2012 a better year than expected for US law firms

Against the expectations, a preliminary survey conductecd by Wells Fargo Private Bank's Legal Specialty Group, shows that US big law firms had a profitable year 2012. The final survey for 2012, which included more than 200 law firms from around the USA ranging from the very largest to some boutiques, will be available in March. But here are some of the positive facts already released for the participating law firms:

  • Gross revenues increased by 5 percent during 2012.
  • Net income increased by 6 percent during 2012.
  • Firms are budgeting 4 percent revenue increases for 2013.

These numbers come as quite a surprise as all reports during fall of 2012 pointed to the opposite direction. In November 2012 Wells Fargo itself reported on some other troubling trends, including declines in both billable hours and firmwide realization rates: The surveyed firms reported that as of September 30, they were carrying balances on their lines of credit that were, on average, a third higher than they were a year ago at the same time. That, says Legal Specialty Group national managing director Jeffrey Grossman, suggests more firms than usual are relying on short-term debt to fund operations late in the year.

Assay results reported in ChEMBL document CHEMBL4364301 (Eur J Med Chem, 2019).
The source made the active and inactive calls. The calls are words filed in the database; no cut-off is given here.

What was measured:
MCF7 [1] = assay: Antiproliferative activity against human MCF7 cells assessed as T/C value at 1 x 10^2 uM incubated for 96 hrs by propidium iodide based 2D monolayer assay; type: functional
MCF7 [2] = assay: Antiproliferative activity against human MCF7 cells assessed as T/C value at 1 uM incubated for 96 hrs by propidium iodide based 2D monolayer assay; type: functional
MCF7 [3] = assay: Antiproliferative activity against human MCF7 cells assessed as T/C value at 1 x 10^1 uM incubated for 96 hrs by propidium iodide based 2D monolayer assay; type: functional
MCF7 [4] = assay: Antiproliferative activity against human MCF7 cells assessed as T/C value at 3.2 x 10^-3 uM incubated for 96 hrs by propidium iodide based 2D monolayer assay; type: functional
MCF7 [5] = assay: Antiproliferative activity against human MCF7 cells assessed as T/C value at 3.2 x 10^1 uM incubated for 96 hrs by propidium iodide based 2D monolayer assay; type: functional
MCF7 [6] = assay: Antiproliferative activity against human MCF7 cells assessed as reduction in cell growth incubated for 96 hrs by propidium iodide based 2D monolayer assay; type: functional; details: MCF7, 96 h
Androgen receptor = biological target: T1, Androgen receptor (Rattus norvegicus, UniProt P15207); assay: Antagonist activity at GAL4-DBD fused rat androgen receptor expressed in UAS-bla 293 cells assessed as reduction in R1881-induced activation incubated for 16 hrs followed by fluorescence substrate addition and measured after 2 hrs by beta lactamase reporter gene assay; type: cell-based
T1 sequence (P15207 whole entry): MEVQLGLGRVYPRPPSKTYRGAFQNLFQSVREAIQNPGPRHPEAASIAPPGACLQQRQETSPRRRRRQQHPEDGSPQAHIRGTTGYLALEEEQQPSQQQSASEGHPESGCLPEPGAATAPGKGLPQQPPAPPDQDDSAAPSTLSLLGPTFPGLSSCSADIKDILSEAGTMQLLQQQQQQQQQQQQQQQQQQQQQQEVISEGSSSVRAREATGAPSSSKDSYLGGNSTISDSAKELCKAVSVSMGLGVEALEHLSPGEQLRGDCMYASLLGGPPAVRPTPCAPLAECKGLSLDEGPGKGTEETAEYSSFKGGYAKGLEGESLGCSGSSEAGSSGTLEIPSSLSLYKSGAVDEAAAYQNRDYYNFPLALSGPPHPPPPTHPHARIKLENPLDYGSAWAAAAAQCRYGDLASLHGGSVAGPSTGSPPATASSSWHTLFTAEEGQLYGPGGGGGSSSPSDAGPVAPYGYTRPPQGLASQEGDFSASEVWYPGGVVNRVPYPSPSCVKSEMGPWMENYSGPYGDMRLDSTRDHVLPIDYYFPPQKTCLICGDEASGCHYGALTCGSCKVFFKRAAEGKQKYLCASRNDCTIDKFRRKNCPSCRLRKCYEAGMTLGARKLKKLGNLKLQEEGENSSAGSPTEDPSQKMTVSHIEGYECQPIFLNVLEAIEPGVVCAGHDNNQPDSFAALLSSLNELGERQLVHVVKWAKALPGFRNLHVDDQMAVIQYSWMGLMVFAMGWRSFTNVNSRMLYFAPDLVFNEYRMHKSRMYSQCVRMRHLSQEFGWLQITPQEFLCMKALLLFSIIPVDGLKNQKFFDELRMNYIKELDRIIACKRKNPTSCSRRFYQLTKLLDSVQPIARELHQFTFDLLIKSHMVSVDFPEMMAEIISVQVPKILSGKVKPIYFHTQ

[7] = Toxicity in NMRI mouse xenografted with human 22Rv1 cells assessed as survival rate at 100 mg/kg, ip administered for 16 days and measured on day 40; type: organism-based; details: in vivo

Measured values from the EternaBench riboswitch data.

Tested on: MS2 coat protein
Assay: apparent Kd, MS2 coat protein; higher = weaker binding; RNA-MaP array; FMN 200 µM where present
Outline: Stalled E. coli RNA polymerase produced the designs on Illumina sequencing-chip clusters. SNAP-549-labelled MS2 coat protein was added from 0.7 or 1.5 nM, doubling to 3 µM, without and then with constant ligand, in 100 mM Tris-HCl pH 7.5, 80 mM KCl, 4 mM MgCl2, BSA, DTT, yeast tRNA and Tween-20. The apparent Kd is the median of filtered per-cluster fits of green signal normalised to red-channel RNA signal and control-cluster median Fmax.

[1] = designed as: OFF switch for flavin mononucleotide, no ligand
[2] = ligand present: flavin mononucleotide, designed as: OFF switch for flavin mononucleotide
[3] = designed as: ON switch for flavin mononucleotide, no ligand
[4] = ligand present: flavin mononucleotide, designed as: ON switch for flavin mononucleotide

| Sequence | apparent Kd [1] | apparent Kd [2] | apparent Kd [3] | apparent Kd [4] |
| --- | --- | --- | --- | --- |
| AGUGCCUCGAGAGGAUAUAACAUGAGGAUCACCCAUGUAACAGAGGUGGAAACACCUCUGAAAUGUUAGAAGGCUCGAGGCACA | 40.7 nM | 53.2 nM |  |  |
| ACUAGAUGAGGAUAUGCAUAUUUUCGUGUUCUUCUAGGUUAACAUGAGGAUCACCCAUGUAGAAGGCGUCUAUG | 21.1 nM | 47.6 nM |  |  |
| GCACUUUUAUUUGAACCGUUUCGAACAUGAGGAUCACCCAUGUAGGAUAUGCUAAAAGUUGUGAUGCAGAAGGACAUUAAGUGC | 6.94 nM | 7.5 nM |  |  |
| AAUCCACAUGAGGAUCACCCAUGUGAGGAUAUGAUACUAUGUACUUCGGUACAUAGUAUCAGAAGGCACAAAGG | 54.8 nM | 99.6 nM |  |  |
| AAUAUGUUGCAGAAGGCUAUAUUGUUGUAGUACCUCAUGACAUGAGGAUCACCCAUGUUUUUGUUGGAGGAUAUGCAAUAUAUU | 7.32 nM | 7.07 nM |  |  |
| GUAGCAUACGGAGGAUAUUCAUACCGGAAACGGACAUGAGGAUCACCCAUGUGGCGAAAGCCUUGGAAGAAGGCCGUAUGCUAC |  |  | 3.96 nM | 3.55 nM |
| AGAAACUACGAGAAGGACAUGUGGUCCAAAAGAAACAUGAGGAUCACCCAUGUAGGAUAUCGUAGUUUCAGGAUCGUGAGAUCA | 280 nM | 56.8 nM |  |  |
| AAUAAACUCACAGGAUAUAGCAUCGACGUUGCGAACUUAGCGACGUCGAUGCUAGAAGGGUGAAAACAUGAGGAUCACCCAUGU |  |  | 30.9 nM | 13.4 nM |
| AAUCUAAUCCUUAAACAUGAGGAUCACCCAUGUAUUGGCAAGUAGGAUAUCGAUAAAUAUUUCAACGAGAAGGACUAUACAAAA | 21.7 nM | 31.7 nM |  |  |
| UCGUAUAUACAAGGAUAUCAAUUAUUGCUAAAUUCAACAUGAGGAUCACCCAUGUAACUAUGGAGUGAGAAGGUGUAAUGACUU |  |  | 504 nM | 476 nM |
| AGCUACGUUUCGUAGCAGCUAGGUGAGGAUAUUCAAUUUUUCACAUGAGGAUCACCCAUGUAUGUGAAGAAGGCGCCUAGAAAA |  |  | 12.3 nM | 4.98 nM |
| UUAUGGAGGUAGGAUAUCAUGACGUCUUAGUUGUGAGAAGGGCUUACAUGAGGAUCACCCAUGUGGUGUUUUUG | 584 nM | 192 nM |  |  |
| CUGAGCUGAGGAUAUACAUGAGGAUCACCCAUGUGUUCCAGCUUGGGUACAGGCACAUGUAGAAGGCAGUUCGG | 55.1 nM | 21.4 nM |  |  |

But instead, as the Wall Street Journal Blog reported, "law firm prospects appear to have bucked up in 2012, bringing numbers that, on average, were better than what Wells Fargo has seen in the past few years since the recession". However, the augment may be a result of added collection efforts in light of the looming fiscal cliff. According to the report law firms may have been extra motivated to get cash in hand before year's end in an effort to protect their top earners from hefty tax hikes in 2013. Similarly, as reported by Legal Current the managing director of Wells Fargo Private Banking urged caution although growth of revenue and jobs is good news. "If large law firms take their foot off the gas pedal on controlling expenses or stop focusing on productivity they may see 2013 under the same pressure as 2012."

 

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